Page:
Mandy Harvey is the 29-year-old singer-songwriter from Cincinnati, Ohio who has initiated her claim to fame via America’s Got Talent, a network television program and competition that showcases a variety of entertainment acts. Harvey is also deaf, a result of a connective tissue disorder that caused her to become sick and her nerves to deteriorate.
Harvey had a background in music before the loss of her hearing. She grew up singing in her Ohio and Colorado homes throughout her secondary education, winning Top Female Vocalist 2006 at Longmont High School. Additionally, she knows how to play the ukulele to accompany her vocals, and she even went on to study singing education at Colorado State University. However, after losing all of her hearing at the age of 19, Harvey chose to give up on her degree at the college, and she took a bit of a break from pursuing music.
“In August 2006, while I was at CSU for vocal music education, I started to notice I was having trouble understanding my teachers speaking,” Harvey said to HearStrong. “By Christmas, I was borderline legally deaf, and within nine months, I had lost the bulk of my residual hearing. I initially doubted anything was wrong and tried to convince myself that I just had a bad ear infection or that I was going to get better at any moment. I tried to continue my studies as a music major and avoided conversations with people I didn’t know. In short, I became invisible.”
Music never fully escaped Harvey though. In the year that she had dropped out of college, Harvey encountered her former music teacher, and her father encouraged her to begin music again, at least as a pastime. As she began singing again, Harvey learned that she could actually still sing accurately and in her own style by following visual cues from her onstage musicians, sensing vibrations while standing barefoot on the stage and recalling muscle memorization from her extensive singing experience.
By 2009, Harvey began introducing the world to her music again. She has written and sung approximately 30 singles and songs on multiple albums, and in 2017, she auditioned for America’s Got Talent with more original music in order to expand her reach and impact a larger audience.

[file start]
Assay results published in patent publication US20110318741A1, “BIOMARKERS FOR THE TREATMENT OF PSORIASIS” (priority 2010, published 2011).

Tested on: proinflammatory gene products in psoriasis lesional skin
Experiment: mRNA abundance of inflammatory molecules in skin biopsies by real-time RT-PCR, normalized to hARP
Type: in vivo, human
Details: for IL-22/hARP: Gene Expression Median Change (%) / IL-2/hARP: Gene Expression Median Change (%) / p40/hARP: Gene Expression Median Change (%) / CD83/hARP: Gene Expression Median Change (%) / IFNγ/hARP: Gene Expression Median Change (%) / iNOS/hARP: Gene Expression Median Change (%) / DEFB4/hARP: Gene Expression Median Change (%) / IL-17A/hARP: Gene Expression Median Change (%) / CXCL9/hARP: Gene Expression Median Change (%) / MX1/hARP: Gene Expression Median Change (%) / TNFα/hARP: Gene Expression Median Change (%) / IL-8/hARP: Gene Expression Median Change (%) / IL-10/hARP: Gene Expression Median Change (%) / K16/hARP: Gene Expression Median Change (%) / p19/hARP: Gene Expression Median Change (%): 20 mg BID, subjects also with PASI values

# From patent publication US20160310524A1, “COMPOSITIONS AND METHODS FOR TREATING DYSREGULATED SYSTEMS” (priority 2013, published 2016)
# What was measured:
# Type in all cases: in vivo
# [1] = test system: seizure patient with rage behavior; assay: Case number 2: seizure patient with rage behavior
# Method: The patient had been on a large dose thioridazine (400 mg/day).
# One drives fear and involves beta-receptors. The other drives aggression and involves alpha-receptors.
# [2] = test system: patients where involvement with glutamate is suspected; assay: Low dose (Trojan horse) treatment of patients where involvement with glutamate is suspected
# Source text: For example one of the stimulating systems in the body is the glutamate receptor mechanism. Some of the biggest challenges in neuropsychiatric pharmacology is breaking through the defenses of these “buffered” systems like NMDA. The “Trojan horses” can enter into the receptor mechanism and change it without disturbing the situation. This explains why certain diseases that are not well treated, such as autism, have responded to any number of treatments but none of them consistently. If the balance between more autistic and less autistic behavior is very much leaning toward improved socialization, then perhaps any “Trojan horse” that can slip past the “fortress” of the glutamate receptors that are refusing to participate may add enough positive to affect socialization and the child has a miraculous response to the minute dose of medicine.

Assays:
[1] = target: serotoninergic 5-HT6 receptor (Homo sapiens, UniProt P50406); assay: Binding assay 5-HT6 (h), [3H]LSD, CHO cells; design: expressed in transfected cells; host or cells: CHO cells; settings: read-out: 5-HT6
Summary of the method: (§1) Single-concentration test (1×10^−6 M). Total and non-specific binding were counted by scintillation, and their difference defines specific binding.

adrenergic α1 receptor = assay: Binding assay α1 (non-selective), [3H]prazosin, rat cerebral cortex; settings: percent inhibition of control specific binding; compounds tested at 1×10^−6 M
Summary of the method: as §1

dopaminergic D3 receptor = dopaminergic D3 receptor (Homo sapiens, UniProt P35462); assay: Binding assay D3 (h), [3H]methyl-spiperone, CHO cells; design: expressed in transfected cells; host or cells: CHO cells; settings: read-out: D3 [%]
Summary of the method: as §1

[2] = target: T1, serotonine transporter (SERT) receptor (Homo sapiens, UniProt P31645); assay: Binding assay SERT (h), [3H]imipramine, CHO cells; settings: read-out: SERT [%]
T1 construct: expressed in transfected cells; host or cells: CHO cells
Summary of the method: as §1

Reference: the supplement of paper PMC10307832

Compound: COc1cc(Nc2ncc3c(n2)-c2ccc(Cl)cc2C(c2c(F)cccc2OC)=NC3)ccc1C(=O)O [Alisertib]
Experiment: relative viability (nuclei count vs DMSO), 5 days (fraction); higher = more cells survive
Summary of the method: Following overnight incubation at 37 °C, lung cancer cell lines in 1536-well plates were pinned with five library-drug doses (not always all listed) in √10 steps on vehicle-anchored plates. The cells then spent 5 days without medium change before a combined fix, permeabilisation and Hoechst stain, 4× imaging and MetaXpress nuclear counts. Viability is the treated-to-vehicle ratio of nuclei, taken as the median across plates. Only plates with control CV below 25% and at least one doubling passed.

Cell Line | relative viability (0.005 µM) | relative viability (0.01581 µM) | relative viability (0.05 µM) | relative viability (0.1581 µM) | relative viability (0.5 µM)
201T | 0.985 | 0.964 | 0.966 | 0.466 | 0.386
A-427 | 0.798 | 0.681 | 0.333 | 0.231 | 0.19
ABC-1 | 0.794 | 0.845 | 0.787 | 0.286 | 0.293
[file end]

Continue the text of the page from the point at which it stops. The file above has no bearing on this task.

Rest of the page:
Since returning to music, Harvey has won several awards, including the VSA International Young Soloist Award in 2011 as well as the title of HearStrong Champion in 2014. Alongside Mark Atteberry, she is the co-author of the book Sensing the Rhythm: Finding My Voice in a World without Sound, which will be released on Sept. 26, 2017. Outside of music, Harvey promotes hearing loss awareness with the Hearing Loss Association of America, and she is an ambassador for No Barriers to help individuals with disabilities.
Harvey serves as a beacon of representation for deaf children and adults on television and in the music world considering both focus on sound-oriented transmission. Harvey should be revered, not just because she’s deaf and a public figure, but also because she is creating and performing music, which has historically exclusive of deaf people. However, Harvey is showing the world that there are new ways to understand the art of music and performance.
In her Sept. 12 introduction package on America’s Got Talent, Harvey provided a different perspective on music than the majority of the world associates with it.
“I have found such beauty in my new life,” Harvey said. “I don’t hear the wind, but I feel it on my skin. I feel the sun. And I realized that my life doesn’t need sound. Music doesn’t need sound. You just need heart; you need to feel. You need to touch it.”
The public can keep up with Mandy Harvey’s music and events by following her on Twitter and Instagram and by watching her perform in the America’s Got Talent finale on NBC this Tuesday, Sept. 19, and Wednesday, Sept. 20, at 8 p.m. EST. Fans can also check out her website to stay updated on her career post America’s Got Talent.